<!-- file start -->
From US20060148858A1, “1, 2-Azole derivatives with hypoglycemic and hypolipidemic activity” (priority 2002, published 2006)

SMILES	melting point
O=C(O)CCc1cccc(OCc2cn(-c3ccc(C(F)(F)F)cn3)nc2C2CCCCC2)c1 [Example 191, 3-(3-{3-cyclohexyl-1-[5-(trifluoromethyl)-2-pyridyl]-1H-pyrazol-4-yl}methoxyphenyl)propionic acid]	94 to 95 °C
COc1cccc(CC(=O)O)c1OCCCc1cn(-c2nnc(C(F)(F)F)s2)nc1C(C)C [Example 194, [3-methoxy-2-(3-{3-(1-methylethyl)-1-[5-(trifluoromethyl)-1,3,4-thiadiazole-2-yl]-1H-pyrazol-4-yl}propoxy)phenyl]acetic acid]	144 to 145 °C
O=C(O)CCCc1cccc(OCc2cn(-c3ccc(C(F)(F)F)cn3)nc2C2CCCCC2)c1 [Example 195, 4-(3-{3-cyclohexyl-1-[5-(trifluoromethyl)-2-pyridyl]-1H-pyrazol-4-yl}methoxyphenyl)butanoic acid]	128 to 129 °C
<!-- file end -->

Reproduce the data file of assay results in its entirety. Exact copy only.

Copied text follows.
From US20060148858A1, “1, 2-Azole derivatives with hypoglycemic and hypolipidemic activity” (priority 2002, published 2006)

SMILES	melting point
O=C(O)CCc1cccc(OCc2cn(-c3ccc(C(F)(F)F)cn3)nc2C2CCCCC2)c1 [Example 191, 3-(3-{3-cyclohexyl-1-[5-(trifluoromethyl)-2-pyridyl]-1H-pyrazol-4-yl}methoxyphenyl)propionic acid]	94 to 95 °C
COc1cccc(CC(=O)O)c1OCCCc1cn(-c2nnc(C(F)(F)F)s2)nc1C(C)C [Example 194, [3-methoxy-2-(3-{3-(1-methylethyl)-1-[5-(trifluoromethyl)-1,3,4-thiadiazole-2-yl]-1H-pyrazol-4-yl}propoxy)phenyl]acetic acid]	144 to 145 °C
O=C(O)CCCc1cccc(OCc2cn(-c3ccc(C(F)(F)F)cn3)nc2C2CCCCC2)c1 [Example 195, 4-(3-{3-cyclohexyl-1-[5-(trifluoromethyl)-2-pyridyl]-1H-pyrazol-4-yl}methoxyphenyl)butanoic acid]	128 to 129 °C